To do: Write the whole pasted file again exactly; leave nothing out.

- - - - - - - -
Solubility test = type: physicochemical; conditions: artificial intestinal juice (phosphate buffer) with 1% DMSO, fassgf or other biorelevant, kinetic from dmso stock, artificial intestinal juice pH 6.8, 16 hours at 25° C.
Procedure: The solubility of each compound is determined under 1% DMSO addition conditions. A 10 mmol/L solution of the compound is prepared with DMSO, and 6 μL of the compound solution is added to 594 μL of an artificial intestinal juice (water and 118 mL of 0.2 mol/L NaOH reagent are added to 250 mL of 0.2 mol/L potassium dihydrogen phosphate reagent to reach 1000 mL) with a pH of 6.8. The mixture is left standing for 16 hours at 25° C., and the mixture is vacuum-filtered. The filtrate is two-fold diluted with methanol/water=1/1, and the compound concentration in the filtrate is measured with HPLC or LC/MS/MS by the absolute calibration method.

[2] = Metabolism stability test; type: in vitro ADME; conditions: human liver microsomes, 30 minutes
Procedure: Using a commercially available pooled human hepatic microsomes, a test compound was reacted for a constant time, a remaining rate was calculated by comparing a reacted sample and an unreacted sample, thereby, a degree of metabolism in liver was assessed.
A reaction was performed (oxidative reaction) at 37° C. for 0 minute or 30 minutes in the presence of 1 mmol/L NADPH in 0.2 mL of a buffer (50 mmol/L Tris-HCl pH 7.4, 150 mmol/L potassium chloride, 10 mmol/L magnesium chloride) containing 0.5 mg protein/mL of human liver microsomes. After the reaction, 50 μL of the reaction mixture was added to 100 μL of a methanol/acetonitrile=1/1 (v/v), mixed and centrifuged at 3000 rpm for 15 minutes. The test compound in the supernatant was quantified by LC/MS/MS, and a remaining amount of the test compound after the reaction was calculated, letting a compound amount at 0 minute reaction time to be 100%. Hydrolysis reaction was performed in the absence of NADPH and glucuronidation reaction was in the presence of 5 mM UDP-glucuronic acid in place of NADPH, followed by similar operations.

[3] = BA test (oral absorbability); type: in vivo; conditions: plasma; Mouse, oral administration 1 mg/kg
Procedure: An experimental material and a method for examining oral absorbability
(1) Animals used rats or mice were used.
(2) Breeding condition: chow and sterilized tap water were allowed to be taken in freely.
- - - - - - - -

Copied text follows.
Solubility test = type: physicochemical; conditions: artificial intestinal juice (phosphate buffer) with 1% DMSO, fassgf or other biorelevant, kinetic from dmso stock, artificial intestinal juice pH 6.8, 16 hours at 25° C.
Procedure: The solubility of each compound is determined under 1% DMSO addition conditions. A 10 mmol/L solution of the compound is prepared with DMSO, and 6 μL of the compound solution is added to 594 μL of an artificial intestinal juice (water and 118 mL of 0.2 mol/L NaOH reagent are added to 250 mL of 0.2 mol/L potassium dihydrogen phosphate reagent to reach 1000 mL) with a pH of 6.8. The mixture is left standing for 16 hours at 25° C., and the mixture is vacuum-filtered. The filtrate is two-fold diluted with methanol/water=1/1, and the compound concentration in the filtrate is measured with HPLC or LC/MS/MS by the absolute calibration method.

[2] = Metabolism stability test; type: in vitro ADME; conditions: human liver microsomes, 30 minutes
Procedure: Using a commercially available pooled human hepatic microsomes, a test compound was reacted for a constant time, a remaining rate was calculated by comparing a reacted sample and an unreacted sample, thereby, a degree of metabolism in liver was assessed.
A reaction was performed (oxidative reaction) at 37° C. for 0 minute or 30 minutes in the presence of 1 mmol/L NADPH in 0.2 mL of a buffer (50 mmol/L Tris-HCl pH 7.4, 150 mmol/L potassium chloride, 10 mmol/L magnesium chloride) containing 0.5 mg protein/mL of human liver microsomes. After the reaction, 50 μL of the reaction mixture was added to 100 μL of a methanol/acetonitrile=1/1 (v/v), mixed and centrifuged at 3000 rpm for 15 minutes. The test compound in the supernatant was quantified by LC/MS/MS, and a remaining amount of the test compound after the reaction was calculated, letting a compound amount at 0 minute reaction time to be 100%. Hydrolysis reaction was performed in the absence of NADPH and glucuronidation reaction was in the presence of 5 mM UDP-glucuronic acid in place of NADPH, followed by similar operations.

[3] = BA test (oral absorbability); type: in vivo; conditions: plasma; Mouse, oral administration 1 mg/kg
Procedure: An experimental material and a method for examining oral absorbability
(1) Animals used rats or mice were used.
(2) Breeding condition: chow and sterilized tap water were allowed to be taken in freely.